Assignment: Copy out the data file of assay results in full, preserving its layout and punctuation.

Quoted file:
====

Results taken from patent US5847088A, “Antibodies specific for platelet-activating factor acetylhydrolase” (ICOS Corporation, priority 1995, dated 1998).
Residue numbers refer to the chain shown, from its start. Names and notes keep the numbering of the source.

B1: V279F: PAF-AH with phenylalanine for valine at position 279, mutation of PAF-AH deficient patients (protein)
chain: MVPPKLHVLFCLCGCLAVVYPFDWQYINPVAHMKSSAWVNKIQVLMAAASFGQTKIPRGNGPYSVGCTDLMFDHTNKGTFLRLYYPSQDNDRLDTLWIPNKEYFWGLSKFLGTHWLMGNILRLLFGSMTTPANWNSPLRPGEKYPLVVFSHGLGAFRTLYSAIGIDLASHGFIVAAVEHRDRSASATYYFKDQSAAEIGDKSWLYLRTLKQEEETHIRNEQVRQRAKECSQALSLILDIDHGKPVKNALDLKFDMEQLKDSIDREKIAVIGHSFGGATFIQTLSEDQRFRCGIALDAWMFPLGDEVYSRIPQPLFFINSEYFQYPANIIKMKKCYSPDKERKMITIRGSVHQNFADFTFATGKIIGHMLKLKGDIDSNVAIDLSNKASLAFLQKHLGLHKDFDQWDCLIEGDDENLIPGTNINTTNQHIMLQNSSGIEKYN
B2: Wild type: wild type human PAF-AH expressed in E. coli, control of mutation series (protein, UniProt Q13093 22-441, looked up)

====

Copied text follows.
Results taken from patent US5847088A, “Antibodies specific for platelet-activating factor acetylhydrolase” (ICOS Corporation, priority 1995, dated 1998).
Residue numbers refer to the chain shown, from its start. Names and notes keep the numbering of the source.

B1: V279F: PAF-AH with phenylalanine for valine at position 279, mutation of PAF-AH deficient patients (protein)
chain: MVPPKLHVLFCLCGCLAVVYPFDWQYINPVAHMKSSAWVNKIQVLMAAASFGQTKIPRGNGPYSVGCTDLMFDHTNKGTFLRLYYPSQDNDRLDTLWIPNKEYFWGLSKFLGTHWLMGNILRLLFGSMTTPANWNSPLRPGEKYPLVVFSHGLGAFRTLYSAIGIDLASHGFIVAAVEHRDRSASATYYFKDQSAAEIGDKSWLYLRTLKQEEETHIRNEQVRQRAKECSQALSLILDIDHGKPVKNALDLKFDMEQLKDSIDREKIAVIGHSFGGATFIQTLSEDQRFRCGIALDAWMFPLGDEVYSRIPQPLFFINSEYFQYPANIIKMKKCYSPDKERKMITIRGSVHQNFADFTFATGKIIGHMLKLKGDIDSNVAIDLSNKASLAFLQKHLGLHKDFDQWDCLIEGDDENLIPGTNINTTNQHIMLQNSSGIEKYN
B2: Wild type: wild type human PAF-AH expressed in E. coli, control of mutation series (protein, UniProt Q13093 22-441, looked up)